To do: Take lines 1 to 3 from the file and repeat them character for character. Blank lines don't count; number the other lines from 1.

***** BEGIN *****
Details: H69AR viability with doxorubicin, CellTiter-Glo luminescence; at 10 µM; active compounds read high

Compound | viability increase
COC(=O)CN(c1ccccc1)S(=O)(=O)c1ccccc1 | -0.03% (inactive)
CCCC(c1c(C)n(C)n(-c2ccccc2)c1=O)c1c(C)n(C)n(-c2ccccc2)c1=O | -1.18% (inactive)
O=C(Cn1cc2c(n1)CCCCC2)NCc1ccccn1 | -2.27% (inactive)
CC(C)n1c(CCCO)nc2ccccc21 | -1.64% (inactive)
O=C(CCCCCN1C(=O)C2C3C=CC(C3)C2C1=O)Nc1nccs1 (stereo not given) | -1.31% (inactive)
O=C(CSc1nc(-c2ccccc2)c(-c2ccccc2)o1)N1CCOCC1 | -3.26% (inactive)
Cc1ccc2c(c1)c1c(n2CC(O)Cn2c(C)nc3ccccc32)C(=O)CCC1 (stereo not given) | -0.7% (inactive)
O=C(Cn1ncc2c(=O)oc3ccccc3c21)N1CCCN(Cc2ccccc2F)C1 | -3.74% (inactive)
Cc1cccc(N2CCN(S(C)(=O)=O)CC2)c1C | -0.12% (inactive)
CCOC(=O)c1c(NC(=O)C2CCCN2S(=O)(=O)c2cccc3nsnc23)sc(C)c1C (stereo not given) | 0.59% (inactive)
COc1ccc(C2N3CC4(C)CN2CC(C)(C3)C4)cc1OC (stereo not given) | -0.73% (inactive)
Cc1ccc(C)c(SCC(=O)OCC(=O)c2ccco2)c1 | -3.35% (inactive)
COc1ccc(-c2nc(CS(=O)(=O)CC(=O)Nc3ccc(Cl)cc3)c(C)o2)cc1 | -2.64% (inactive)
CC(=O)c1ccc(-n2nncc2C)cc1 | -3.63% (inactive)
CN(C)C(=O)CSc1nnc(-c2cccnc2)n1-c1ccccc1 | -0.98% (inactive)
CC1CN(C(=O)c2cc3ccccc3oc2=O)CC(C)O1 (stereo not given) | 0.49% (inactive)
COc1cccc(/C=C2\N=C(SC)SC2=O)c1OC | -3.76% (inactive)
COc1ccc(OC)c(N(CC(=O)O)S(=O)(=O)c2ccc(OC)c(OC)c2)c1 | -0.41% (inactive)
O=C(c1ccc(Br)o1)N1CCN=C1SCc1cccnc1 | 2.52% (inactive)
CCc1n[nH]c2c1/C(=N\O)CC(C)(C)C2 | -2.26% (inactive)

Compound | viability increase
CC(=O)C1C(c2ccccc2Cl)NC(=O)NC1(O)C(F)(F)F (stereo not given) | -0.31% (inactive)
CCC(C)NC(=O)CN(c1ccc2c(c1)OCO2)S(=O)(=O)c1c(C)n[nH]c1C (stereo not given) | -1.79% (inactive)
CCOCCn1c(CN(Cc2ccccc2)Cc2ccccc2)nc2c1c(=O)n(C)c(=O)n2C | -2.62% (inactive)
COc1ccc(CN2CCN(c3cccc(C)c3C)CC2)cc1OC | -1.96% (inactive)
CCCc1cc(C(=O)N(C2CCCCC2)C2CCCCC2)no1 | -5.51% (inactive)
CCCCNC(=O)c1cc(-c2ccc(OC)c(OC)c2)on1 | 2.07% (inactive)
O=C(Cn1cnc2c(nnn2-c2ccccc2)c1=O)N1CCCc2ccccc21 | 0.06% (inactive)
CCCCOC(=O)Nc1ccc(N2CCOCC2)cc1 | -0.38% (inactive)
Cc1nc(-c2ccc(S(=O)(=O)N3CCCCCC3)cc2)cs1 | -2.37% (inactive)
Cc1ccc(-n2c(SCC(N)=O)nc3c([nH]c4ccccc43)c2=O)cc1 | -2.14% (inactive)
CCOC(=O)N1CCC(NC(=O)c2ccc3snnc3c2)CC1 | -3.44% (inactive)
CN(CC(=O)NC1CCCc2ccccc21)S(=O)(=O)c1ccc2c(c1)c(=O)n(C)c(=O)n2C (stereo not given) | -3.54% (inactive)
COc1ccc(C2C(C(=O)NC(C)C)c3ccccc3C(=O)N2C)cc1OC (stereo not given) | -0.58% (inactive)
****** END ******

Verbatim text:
Details: H69AR viability with doxorubicin, CellTiter-Glo luminescence; at 10 µM; active compounds read high

Compound | viability increase
COC(=O)CN(c1ccccc1)S(=O)(=O)c1ccccc1 | -0.03% (inactive)